Groing up Gonzo.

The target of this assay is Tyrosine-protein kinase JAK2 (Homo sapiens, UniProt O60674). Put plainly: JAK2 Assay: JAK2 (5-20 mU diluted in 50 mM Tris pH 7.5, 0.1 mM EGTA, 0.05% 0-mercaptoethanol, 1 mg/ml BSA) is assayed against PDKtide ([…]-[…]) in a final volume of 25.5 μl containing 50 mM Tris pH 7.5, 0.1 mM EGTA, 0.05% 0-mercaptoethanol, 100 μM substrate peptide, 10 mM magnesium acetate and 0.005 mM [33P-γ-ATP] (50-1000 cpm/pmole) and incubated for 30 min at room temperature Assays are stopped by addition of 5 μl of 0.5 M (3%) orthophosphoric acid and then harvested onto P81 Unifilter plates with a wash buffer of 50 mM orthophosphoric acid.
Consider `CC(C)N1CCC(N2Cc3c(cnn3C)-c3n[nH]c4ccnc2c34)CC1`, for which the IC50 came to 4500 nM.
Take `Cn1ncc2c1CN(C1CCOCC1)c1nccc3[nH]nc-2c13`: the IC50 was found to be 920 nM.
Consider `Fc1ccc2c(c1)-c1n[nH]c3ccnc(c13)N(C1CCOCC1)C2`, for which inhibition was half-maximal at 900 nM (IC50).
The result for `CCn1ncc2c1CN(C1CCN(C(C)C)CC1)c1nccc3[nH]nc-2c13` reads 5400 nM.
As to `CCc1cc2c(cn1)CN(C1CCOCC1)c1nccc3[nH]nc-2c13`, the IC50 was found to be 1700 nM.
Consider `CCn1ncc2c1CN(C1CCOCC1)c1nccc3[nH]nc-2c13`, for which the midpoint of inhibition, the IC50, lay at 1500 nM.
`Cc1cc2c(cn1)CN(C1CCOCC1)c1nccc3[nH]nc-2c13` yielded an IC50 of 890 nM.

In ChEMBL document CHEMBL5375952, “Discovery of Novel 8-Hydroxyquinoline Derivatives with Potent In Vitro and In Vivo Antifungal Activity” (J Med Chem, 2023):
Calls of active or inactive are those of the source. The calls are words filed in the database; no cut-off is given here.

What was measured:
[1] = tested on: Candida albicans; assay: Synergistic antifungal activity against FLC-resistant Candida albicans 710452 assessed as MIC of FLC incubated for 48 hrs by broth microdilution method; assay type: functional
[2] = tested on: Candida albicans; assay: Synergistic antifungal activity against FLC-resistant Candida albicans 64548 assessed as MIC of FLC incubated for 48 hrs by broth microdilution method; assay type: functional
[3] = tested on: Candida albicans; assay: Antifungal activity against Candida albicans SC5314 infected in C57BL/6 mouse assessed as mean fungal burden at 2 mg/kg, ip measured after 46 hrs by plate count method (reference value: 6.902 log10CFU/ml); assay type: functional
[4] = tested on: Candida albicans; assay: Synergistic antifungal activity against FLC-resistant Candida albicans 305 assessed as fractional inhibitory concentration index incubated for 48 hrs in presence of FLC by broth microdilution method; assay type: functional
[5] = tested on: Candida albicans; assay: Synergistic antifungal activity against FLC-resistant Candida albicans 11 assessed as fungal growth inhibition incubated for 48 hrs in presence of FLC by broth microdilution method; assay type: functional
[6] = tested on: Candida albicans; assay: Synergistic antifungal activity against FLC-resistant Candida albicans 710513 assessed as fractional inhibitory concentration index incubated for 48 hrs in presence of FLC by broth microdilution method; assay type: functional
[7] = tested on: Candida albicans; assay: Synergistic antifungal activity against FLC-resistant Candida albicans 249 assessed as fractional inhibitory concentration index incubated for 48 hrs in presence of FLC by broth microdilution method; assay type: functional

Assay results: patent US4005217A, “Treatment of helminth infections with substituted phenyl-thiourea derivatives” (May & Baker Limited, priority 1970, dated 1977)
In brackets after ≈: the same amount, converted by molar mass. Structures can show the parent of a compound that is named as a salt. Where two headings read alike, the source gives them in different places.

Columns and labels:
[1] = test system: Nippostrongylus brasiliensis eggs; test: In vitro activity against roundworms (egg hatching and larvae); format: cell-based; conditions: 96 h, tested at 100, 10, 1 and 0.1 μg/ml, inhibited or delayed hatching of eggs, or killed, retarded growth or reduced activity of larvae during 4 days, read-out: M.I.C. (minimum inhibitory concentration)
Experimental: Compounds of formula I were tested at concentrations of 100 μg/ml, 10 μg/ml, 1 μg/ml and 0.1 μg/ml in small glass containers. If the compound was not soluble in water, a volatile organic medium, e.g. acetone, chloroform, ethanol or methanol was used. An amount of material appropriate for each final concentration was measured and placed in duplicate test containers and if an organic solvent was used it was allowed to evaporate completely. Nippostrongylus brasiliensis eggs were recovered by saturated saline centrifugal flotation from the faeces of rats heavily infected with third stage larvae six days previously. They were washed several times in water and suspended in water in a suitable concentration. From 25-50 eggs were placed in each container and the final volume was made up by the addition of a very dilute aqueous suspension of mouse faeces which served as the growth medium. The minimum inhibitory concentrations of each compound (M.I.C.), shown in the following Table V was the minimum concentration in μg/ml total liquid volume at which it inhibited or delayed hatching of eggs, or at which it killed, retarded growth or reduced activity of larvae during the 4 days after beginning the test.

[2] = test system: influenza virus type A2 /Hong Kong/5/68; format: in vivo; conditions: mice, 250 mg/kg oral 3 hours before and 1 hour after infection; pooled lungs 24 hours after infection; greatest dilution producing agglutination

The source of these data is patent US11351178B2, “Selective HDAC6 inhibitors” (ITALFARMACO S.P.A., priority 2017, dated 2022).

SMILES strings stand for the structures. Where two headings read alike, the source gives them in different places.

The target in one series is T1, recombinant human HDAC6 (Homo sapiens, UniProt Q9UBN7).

Hunter S. Thompson blew my mind, not because I thought drug references were "totally trippy" but because when I read his work, it consumed me, swept me up from the paperback pages in to a world of Gonzo; where reality was no longer a constant, everything was to be questioned, analyzed, and dissected, only to discover that there is no answer, only the burnt remains of what might have been one. The estranged, twisted, and passionate lenses that I view the world through are a product of Bad Brains, Hunter S. Thompson, Bill Waterson's Calvin and Hobbes, and F. Scott Fitzgerald. I flip through Rolling Stone's exclusive preview of the book: Growing Up Gonzo: Excerpts Form the Oral History Of Hunter S. Thompson; and I am drawn back to a jumbled pile of books, some tattered from traveling others left without a single page turned, I find the first few of Hunter's books I spot and start to read back. I find certain pages violently underlined, notes crammed angrily into tiny margins, my unprocessed blue scrawl across the page seems so desperate juxtaposed with the tight aerial font text. What exactly was going on I wonder? But as I read starting with a paragraph, it all comes rushing back with the force of a freight train and the unstoppable, disorienting, yet painfully sharp intensity of a long line of crank. But what created this both terrifying and beautiful creature? Hopefully this new book will give some insight in to both "Raul Duke" and Thompson himself, we'll see.

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